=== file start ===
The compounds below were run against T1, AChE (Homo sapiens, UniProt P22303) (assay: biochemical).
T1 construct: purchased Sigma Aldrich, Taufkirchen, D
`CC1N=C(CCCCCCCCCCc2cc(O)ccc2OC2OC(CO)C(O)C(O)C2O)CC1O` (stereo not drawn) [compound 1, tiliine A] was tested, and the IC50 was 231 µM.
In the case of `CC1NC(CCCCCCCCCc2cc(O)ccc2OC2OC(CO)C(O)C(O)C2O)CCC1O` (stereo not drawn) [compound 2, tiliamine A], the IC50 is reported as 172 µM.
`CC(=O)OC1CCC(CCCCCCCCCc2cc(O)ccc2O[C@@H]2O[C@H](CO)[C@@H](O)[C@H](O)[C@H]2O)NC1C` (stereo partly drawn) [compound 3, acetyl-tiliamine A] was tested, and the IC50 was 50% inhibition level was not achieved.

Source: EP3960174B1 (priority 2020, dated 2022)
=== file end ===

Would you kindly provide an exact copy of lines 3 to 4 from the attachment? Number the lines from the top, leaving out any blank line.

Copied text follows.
`CC1N=C(CCCCCCCCCCc2cc(O)ccc2OC2OC(CO)C(O)C(O)C2O)CC1O` (stereo not drawn) [compound 1, tiliine A] was tested, and the IC50 was 231 µM.
In the case of `CC1NC(CCCCCCCCCc2cc(O)ccc2OC2OC(CO)C(O)C(O)C2O)CCC1O` (stereo not drawn) [compound 2, tiliamine A], the IC50 is reported as 172 µM.